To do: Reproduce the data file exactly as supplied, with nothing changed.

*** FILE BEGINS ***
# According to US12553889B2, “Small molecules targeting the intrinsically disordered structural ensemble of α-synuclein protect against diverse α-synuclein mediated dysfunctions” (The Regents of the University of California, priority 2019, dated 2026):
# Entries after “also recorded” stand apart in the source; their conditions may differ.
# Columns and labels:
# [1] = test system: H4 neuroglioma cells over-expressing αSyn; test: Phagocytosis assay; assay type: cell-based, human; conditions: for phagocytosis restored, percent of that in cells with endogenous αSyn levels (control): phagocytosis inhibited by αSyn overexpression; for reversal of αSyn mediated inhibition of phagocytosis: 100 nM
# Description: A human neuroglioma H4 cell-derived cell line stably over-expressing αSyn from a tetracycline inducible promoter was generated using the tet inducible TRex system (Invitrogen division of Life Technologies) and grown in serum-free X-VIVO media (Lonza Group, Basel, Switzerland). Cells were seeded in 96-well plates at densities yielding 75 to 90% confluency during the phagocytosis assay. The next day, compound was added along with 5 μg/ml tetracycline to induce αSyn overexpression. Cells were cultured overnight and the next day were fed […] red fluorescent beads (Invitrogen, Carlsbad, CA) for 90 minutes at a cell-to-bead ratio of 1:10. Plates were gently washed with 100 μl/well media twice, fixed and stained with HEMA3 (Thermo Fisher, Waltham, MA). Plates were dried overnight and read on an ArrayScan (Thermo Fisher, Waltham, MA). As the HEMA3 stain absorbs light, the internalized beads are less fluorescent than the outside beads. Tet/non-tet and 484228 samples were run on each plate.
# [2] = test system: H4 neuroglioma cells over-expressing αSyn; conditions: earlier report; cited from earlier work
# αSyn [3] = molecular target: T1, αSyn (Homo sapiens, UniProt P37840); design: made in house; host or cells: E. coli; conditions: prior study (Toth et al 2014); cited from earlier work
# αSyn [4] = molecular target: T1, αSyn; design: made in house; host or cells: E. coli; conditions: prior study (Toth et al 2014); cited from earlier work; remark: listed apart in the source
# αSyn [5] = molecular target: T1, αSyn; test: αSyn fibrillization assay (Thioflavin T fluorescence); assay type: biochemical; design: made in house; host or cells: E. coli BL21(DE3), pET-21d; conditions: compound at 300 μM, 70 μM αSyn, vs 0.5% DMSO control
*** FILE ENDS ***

# According to US12553889B2, “Small molecules targeting the intrinsically disordered structural ensemble of α-synuclein protect against diverse α-synuclein mediated dysfunctions” (The Regents of the University of California, priority 2019, dated 2026):
# Entries after “also recorded” stand apart in the source; their conditions may differ.
# Columns and labels:
# [1] = test system: H4 neuroglioma cells over-expressing αSyn; test: Phagocytosis assay; assay type: cell-based, human; conditions: for phagocytosis restored, percent of that in cells with endogenous αSyn levels (control): phagocytosis inhibited by αSyn overexpression; for reversal of αSyn mediated inhibition of phagocytosis: 100 nM
# Description: A human neuroglioma H4 cell-derived cell line stably over-expressing αSyn from a tetracycline inducible promoter was generated using the tet inducible TRex system (Invitrogen division of Life Technologies) and grown in serum-free X-VIVO media (Lonza Group, Basel, Switzerland). Cells were seeded in 96-well plates at densities yielding 75 to 90% confluency during the phagocytosis assay. The next day, compound was added along with 5 μg/ml tetracycline to induce αSyn overexpression. Cells were cultured overnight and the next day were fed […] red fluorescent beads (Invitrogen, Carlsbad, CA) for 90 minutes at a cell-to-bead ratio of 1:10. Plates were gently washed with 100 μl/well media twice, fixed and stained with HEMA3 (Thermo Fisher, Waltham, MA). Plates were dried overnight and read on an ArrayScan (Thermo Fisher, Waltham, MA). As the HEMA3 stain absorbs light, the internalized beads are less fluorescent than the outside beads. Tet/non-tet and 484228 samples were run on each plate.
# [2] = test system: H4 neuroglioma cells over-expressing αSyn; conditions: earlier report; cited from earlier work
# αSyn [3] = molecular target: T1, αSyn (Homo sapiens, UniProt P37840); design: made in house; host or cells: E. coli; conditions: prior study (Toth et al 2014); cited from earlier work
# αSyn [4] = molecular target: T1, αSyn; design: made in house; host or cells: E. coli; conditions: prior study (Toth et al 2014); cited from earlier work; remark: listed apart in the source
# αSyn [5] = molecular target: T1, αSyn; test: αSyn fibrillization assay (Thioflavin T fluorescence); assay type: biochemical; design: made in house; host or cells: E. coli BL21(DE3), pET-21d; conditions: compound at 300 μM, 70 μM αSyn, vs 0.5% DMSO control